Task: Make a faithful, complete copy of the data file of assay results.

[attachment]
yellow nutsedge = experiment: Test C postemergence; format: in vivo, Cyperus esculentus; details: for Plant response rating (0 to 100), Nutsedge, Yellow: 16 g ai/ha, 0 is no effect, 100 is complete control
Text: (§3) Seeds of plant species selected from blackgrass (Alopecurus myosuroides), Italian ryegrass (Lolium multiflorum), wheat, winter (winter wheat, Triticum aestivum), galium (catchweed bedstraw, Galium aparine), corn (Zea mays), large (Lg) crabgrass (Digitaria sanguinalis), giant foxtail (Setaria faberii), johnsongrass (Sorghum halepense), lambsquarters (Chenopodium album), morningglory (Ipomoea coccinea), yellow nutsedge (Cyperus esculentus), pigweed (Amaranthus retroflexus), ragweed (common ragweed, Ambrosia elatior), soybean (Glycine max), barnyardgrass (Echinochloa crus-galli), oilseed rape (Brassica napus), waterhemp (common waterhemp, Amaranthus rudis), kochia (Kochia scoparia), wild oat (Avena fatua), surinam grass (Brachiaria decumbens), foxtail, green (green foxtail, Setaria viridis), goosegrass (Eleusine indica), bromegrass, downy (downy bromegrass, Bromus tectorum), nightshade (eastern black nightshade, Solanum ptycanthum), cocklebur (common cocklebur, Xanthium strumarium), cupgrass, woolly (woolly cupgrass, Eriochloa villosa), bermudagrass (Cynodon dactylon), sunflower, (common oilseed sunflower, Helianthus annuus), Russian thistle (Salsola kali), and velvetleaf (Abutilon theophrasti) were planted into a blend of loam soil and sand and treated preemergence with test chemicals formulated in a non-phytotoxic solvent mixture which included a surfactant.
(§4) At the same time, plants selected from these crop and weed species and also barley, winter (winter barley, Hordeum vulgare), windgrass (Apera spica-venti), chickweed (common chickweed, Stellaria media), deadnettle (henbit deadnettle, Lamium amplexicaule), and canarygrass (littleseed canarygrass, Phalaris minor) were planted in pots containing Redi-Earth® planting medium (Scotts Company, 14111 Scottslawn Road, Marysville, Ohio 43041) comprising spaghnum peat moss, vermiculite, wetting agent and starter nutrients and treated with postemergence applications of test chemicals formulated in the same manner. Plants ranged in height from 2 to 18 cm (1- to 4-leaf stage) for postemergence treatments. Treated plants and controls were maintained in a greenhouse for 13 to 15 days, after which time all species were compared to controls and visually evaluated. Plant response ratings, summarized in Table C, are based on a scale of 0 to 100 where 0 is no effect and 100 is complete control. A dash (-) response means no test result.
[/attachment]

yellow nutsedge = experiment: Test C postemergence; format: in vivo, Cyperus esculentus; details: for Plant response rating (0 to 100), Nutsedge, Yellow: 16 g ai/ha, 0 is no effect, 100 is complete control
Text: (§3) Seeds of plant species selected from blackgrass (Alopecurus myosuroides), Italian ryegrass (Lolium multiflorum), wheat, winter (winter wheat, Triticum aestivum), galium (catchweed bedstraw, Galium aparine), corn (Zea mays), large (Lg) crabgrass (Digitaria sanguinalis), giant foxtail (Setaria faberii), johnsongrass (Sorghum halepense), lambsquarters (Chenopodium album), morningglory (Ipomoea coccinea), yellow nutsedge (Cyperus esculentus), pigweed (Amaranthus retroflexus), ragweed (common ragweed, Ambrosia elatior), soybean (Glycine max), barnyardgrass (Echinochloa crus-galli), oilseed rape (Brassica napus), waterhemp (common waterhemp, Amaranthus rudis), kochia (Kochia scoparia), wild oat (Avena fatua), surinam grass (Brachiaria decumbens), foxtail, green (green foxtail, Setaria viridis), goosegrass (Eleusine indica), bromegrass, downy (downy bromegrass, Bromus tectorum), nightshade (eastern black nightshade, Solanum ptycanthum), cocklebur (common cocklebur, Xanthium strumarium), cupgrass, woolly (woolly cupgrass, Eriochloa villosa), bermudagrass (Cynodon dactylon), sunflower, (common oilseed sunflower, Helianthus annuus), Russian thistle (Salsola kali), and velvetleaf (Abutilon theophrasti) were planted into a blend of loam soil and sand and treated preemergence with test chemicals formulated in a non-phytotoxic solvent mixture which included a surfactant.
(§4) At the same time, plants selected from these crop and weed species and also barley, winter (winter barley, Hordeum vulgare), windgrass (Apera spica-venti), chickweed (common chickweed, Stellaria media), deadnettle (henbit deadnettle, Lamium amplexicaule), and canarygrass (littleseed canarygrass, Phalaris minor) were planted in pots containing Redi-Earth® planting medium (Scotts Company, 14111 Scottslawn Road, Marysville, Ohio 43041) comprising spaghnum peat moss, vermiculite, wetting agent and starter nutrients and treated with postemergence applications of test chemicals formulated in the same manner. Plants ranged in height from 2 to 18 cm (1- to 4-leaf stage) for postemergence treatments. Treated plants and controls were maintained in a greenhouse for 13 to 15 days, after which time all species were compared to controls and visually evaluated. Plant response ratings, summarized in Table C, are based on a scale of 0 to 100 where 0 is no effect and 100 is complete control. A dash (-) response means no test result.